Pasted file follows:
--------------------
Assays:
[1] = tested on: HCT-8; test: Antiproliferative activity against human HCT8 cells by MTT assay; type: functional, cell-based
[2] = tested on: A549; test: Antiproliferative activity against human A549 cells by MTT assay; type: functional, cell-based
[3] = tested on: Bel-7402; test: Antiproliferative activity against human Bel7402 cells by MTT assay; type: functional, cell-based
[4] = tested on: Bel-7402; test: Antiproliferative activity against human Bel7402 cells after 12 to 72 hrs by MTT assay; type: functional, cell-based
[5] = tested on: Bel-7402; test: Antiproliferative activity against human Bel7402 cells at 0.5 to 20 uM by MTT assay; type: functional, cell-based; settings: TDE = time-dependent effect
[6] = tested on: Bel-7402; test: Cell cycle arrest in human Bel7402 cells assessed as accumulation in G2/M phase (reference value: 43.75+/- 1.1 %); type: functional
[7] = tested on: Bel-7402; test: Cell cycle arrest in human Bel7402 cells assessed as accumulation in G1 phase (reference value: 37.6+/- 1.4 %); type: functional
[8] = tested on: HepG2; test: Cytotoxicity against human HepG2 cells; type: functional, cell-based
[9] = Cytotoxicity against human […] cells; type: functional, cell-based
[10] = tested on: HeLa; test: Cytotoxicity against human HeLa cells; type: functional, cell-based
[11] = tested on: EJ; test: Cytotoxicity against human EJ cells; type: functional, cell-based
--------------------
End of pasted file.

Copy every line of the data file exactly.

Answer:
Assays:
[1] = tested on: HCT-8; test: Antiproliferative activity against human HCT8 cells by MTT assay; type: functional, cell-based
[2] = tested on: A549; test: Antiproliferative activity against human A549 cells by MTT assay; type: functional, cell-based
[3] = tested on: Bel-7402; test: Antiproliferative activity against human Bel7402 cells by MTT assay; type: functional, cell-based
[4] = tested on: Bel-7402; test: Antiproliferative activity against human Bel7402 cells after 12 to 72 hrs by MTT assay; type: functional, cell-based
[5] = tested on: Bel-7402; test: Antiproliferative activity against human Bel7402 cells at 0.5 to 20 uM by MTT assay; type: functional, cell-based; settings: TDE = time-dependent effect
[6] = tested on: Bel-7402; test: Cell cycle arrest in human Bel7402 cells assessed as accumulation in G2/M phase (reference value: 43.75+/- 1.1 %); type: functional
[7] = tested on: Bel-7402; test: Cell cycle arrest in human Bel7402 cells assessed as accumulation in G1 phase (reference value: 37.6+/- 1.4 %); type: functional
[8] = tested on: HepG2; test: Cytotoxicity against human HepG2 cells; type: functional, cell-based
[9] = Cytotoxicity against human […] cells; type: functional, cell-based
[10] = tested on: HeLa; test: Cytotoxicity against human HeLa cells; type: functional, cell-based
[11] = tested on: EJ; test: Cytotoxicity against human EJ cells; type: functional, cell-based